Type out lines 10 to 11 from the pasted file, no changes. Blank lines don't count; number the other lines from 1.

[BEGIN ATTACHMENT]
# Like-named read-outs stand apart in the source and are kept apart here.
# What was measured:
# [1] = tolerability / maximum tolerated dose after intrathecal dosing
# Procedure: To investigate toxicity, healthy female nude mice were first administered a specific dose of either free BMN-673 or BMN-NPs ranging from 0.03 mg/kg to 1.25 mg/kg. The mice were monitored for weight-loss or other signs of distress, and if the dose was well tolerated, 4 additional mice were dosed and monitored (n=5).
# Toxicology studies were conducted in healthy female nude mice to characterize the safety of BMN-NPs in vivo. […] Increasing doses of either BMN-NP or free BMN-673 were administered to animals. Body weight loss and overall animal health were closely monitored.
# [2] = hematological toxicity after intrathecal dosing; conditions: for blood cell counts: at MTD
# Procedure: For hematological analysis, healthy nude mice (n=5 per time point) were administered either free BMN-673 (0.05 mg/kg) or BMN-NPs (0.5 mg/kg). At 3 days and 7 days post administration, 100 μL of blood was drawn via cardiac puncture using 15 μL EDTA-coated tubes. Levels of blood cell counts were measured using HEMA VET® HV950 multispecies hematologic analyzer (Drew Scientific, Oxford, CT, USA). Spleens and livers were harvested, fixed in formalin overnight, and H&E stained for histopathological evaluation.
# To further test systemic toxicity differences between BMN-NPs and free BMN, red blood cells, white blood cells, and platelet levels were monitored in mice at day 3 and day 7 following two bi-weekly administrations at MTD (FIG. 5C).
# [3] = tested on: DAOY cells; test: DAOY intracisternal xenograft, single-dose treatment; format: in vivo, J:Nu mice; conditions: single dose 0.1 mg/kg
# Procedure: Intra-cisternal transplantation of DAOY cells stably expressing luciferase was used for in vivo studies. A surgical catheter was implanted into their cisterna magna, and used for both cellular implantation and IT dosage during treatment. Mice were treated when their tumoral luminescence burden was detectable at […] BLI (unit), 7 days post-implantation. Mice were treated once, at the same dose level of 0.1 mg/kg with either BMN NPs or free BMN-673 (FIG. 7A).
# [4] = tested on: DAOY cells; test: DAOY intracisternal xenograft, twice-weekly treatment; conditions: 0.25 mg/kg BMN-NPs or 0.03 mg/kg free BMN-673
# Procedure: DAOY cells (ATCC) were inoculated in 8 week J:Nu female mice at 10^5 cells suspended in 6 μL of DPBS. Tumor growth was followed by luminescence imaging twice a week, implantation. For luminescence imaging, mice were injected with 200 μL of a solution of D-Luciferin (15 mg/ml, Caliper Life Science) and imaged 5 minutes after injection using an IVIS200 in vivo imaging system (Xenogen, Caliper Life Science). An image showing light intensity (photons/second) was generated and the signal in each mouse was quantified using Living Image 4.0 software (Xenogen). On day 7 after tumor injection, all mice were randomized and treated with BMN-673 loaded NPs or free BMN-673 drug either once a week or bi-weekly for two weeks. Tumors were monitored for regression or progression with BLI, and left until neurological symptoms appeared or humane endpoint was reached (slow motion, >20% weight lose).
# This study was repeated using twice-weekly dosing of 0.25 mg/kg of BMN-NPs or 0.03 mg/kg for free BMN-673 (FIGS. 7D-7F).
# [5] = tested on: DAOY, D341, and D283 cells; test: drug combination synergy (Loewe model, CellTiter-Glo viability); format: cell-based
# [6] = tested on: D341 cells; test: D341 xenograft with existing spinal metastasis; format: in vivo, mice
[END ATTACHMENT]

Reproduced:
# Procedure: Intra-cisternal transplantation of DAOY cells stably expressing luciferase was used for in vivo studies. A surgical catheter was implanted into their cisterna magna, and used for both cellular implantation and IT dosage during treatment. Mice were treated when their tumoral luminescence burden was detectable at […] BLI (unit), 7 days post-implantation. Mice were treated once, at the same dose level of 0.1 mg/kg with either BMN NPs or free BMN-673 (FIG. 7A).
# [4] = tested on: DAOY cells; test: DAOY intracisternal xenograft, twice-weekly treatment; conditions: 0.25 mg/kg BMN-NPs or 0.03 mg/kg free BMN-673